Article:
When the “Washington Post” columnist Dana Milbank proclaimed February the month of his personal moratorium on Sarah Palin related news, one of Palin’s aides just shrugged, saying “I wish him good luck with that”. The journalist admitted that he has a “Sarah Palin problem”, and according to his testimony, he has mentioned her in 42 columns since she became the Republican VP candidate.

Most of Milbank’s colleagues didn’t follow his lead, and every tweet about the former vice president candidate, every event she attended (or didn't show up to, with some speculating about her no-show at the Conservative Political Action Conference in Washington DC) and any hint that she may run for President in 2012 received extensive coverage.

In his March column, Milbank wrote about his Palin-free month, saying that he had nothing to worry about, because “Palin was not going to make real news in February, or, most likely, at any other time. At most, she was going to make noise -- enough to earn that $1 million Fox pays her a year”.

As the elections trail gets warmer with the first fundraising events and discussions are beginning about potential 2012 candidates, the attacks aimed at Palin, who did not announce a bid for presidency, have gotten harsh.

Ari Fleischer, the former spokesman to President George W. Bush, was quoted saying in Idaho “I cannot see any way, shape or form that she can win the Republican primary".

Palin has certainly made some mistakes, such as the “blood libel” accusation following the Rep. Gabrielle Giffords assassination attempt. Her popularity ratings among Republicans have dropped, but she has kept people guessing about whether she is going to run in the upcoming presidential race, something she apparently has been attempting to rectify.

Palin has presented an account of her political career in her autobiography “Going rogue”, in which she blames the failure of McCain’s campaign on the former presidential candidate's advisors. Palin claims that they did not allow her to speak to the press and later made every possible effort to make her look bad. Regardless of this, one of her indisputably weak points was her lack of foreign policy credentials.

In 2009, Palin visited Kosovo, Germany and Hong Kong and last year she went to Haiti. She also served as as a Fox news commentator on the recent events in New Zealand and Libya, criticizing the Obama’s Administration impotence in dealing with crises.

Palin has chosen to follow in the footsteps of many other potential Republican candidates, and will be travelling to Israel next week. This is acknowledged to be a surefire way to gain Republican popularity.

Palin is expecting a warm reception in Israel. The Alaska native, who received significant coverage in Israel during the elections, will surely make headlines and get a nice photo-op with Prime Minister Netanyahu, who is in dire need of a break from the regional turmoil.

In every interview Palin gives following her helicopter trip in Israel, she will be able to say she saw how small and vulnerable the borders are and how important is that the US support its strongest ally in the Middle East.

Palin has been planning this visit for a long time, but Haley Barbour, Mitt Romney and Mike Huckabee made it to Jerusalem before she had a chance.

In a statement on her website, Palin wrote “I'm thankful to be able to travel to Israel on my way back to the U.S. (from India, NM). As the world confronts sweeping changes and new realities, I look forward to meeting with Prime Minister Netanyahu to discuss the key issues facing his country, our ally Israel."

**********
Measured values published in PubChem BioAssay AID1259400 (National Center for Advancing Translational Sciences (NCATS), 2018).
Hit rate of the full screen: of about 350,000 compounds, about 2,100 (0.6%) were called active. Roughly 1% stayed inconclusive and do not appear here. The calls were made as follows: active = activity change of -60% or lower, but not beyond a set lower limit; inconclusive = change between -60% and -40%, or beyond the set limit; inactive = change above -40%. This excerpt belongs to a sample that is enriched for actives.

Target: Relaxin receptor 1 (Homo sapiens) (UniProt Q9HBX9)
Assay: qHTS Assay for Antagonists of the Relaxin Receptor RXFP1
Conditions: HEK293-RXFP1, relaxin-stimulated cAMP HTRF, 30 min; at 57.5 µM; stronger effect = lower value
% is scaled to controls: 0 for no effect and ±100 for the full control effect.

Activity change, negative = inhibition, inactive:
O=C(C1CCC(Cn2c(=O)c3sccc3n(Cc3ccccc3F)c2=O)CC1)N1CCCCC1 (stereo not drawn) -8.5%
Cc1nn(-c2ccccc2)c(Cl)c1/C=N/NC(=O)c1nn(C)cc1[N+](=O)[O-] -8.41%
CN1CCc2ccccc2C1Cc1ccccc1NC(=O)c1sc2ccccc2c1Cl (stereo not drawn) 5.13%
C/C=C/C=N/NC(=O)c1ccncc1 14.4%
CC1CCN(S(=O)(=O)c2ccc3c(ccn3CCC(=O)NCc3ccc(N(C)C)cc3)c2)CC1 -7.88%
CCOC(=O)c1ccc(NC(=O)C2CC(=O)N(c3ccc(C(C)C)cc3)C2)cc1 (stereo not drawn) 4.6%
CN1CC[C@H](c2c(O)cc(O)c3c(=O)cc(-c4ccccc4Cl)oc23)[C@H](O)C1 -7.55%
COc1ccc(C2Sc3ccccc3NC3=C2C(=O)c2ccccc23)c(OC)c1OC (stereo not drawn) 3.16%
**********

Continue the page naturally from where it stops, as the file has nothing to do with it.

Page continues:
Former AIPAC spokesman Josh Block told “Haaretz” it’s “natural” for the presidential candidates from both Democratic and Republican parties to visit Israel “to get a first hand look at the challenges we face as sister democracies in a turbulent and vital region, given the depth and importance of our relationship with Israel to US national security - not to mention that some 80 percent of Americans say they are more likely to support candidates that are pro-Israel”.

The media analyst Steve Rabinowitz, who identifies with the Democratic camp, was more skeptical than Block, saying that "why prospective candidates for US president all go to Israel (if they've never been or if they haven't been in a very long time) are clear."

He explained, saying "they need the street cred', they need to enhance their foreign policy bona fides, and they need to gather anecdotes to use in order to better pander to the Jews. And the less known they are to the community or the less strong they're seen on foreign policy, the more important - even valuable - such a trip is."

The analyst emphasized that such a trip was particularly important for Palin, who has been scoffed for her comment in which she said that her knowledge of foreign policy was enhanced by Alaska's proximity to Russia. He also pointed out that Palin is in all likelihood may be the least popular Republican among US Jews, so a trip to Israel will definitely enhance her image amongst Jews.

Rabinowitz continued his scathing analysis of Palin's motives for travelling to Israel, saying that it will provide her with opportunity to be photographed with Prime Minister Netanyahu and visit Yad Vashem and the Kotel (The Western Wall), both necessities according to him of any first-time political visitor.

He concluded, saying "this all plays extremely well with the Christian right here, too - over one-fourth of whom make up the majority of the US Tea Party. So, it's a two-fer. The Jews, the Christian right/Tea Party and even a little foreign policy cred thrown in. "

He added that there is a lot of Republican Jewish money in America that she can capitalize on if she plays her cards right.

Rabinowitz then sarcastically wished Palin bon voyage, saying "Nesi'ah tovah (Safe journey), Governor Palin. Don't do any interviews!”